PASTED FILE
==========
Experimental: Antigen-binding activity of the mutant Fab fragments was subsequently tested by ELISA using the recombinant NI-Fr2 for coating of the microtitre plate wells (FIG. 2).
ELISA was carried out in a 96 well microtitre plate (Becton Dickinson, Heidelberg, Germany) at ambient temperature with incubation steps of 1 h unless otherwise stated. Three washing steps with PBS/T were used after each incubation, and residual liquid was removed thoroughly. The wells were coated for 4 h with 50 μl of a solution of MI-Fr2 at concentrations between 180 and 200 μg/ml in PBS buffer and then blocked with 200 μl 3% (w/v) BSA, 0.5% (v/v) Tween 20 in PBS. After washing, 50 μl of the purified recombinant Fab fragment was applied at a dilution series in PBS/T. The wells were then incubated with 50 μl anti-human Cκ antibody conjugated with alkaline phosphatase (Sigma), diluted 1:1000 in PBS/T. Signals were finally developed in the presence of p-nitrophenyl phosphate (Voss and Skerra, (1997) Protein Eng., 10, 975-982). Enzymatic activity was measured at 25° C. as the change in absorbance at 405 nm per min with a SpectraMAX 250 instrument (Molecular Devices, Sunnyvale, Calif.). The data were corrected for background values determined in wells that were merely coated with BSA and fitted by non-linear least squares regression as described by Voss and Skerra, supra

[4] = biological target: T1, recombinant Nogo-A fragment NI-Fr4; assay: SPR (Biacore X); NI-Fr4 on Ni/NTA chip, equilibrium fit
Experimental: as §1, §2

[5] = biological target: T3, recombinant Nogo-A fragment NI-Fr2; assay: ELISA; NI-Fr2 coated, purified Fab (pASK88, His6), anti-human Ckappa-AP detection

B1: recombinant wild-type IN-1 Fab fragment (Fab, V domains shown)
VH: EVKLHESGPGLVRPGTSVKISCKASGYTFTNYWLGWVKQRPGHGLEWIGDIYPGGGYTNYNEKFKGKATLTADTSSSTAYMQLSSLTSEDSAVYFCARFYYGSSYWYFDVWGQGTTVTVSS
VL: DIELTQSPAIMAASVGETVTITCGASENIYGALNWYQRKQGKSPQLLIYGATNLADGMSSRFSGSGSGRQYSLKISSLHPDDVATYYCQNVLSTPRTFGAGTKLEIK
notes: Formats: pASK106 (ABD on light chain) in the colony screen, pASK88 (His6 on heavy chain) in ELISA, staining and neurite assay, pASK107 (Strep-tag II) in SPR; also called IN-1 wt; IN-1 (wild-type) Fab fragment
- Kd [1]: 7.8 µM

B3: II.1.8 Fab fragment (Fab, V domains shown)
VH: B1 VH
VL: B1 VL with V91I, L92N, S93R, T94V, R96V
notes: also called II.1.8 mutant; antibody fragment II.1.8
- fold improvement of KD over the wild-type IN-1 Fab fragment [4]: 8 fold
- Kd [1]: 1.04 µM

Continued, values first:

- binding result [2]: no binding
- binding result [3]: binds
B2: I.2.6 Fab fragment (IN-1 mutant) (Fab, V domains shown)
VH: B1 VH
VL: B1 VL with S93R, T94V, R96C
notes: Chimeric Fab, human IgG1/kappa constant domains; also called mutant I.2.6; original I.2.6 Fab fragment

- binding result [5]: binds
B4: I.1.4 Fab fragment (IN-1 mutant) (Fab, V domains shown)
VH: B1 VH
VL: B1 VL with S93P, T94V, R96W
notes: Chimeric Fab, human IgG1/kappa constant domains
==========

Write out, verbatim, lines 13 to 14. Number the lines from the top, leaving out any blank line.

VL: B1 VL with V91I, L92N, S93R, T94V, R96V
notes: also called II.1.8 mutant; antibody fragment II.1.8